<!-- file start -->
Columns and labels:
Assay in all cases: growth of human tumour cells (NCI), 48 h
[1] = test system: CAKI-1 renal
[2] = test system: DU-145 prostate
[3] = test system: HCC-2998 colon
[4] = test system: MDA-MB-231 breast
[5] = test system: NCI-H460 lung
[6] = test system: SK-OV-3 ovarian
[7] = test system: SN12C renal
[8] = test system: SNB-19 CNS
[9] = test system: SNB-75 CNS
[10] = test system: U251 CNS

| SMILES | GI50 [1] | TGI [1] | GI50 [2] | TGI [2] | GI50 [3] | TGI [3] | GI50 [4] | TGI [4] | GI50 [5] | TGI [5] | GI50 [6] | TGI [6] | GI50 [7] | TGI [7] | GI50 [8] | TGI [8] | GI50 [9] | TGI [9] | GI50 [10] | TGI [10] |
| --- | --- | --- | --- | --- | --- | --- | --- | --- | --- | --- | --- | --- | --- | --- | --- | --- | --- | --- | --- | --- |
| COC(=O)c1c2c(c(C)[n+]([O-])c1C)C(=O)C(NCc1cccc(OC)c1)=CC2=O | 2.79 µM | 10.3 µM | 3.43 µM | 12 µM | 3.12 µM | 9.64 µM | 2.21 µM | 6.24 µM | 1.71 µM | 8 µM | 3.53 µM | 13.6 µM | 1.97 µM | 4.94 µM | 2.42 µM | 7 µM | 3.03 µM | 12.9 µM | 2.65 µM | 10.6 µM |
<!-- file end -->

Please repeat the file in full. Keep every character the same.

Columns and labels:
Assay in all cases: growth of human tumour cells (NCI), 48 h
[1] = test system: CAKI-1 renal
[2] = test system: DU-145 prostate
[3] = test system: HCC-2998 colon
[4] = test system: MDA-MB-231 breast
[5] = test system: NCI-H460 lung
[6] = test system: SK-OV-3 ovarian
[7] = test system: SN12C renal
[8] = test system: SNB-19 CNS
[9] = test system: SNB-75 CNS
[10] = test system: U251 CNS

| SMILES | GI50 [1] | TGI [1] | GI50 [2] | TGI [2] | GI50 [3] | TGI [3] | GI50 [4] | TGI [4] | GI50 [5] | TGI [5] | GI50 [6] | TGI [6] | GI50 [7] | TGI [7] | GI50 [8] | TGI [8] | GI50 [9] | TGI [9] | GI50 [10] | TGI [10] |
| --- | --- | --- | --- | --- | --- | --- | --- | --- | --- | --- | --- | --- | --- | --- | --- | --- | --- | --- | --- | --- |
| COC(=O)c1c2c(c(C)[n+]([O-])c1C)C(=O)C(NCc1cccc(OC)c1)=CC2=O | 2.79 µM | 10.3 µM | 3.43 µM | 12 µM | 3.12 µM | 9.64 µM | 2.21 µM | 6.24 µM | 1.71 µM | 8 µM | 3.53 µM | 13.6 µM | 1.97 µM | 4.94 µM | 2.42 µM | 7 µM | 3.03 µM | 12.9 µM | 2.65 µM | 10.6 µM |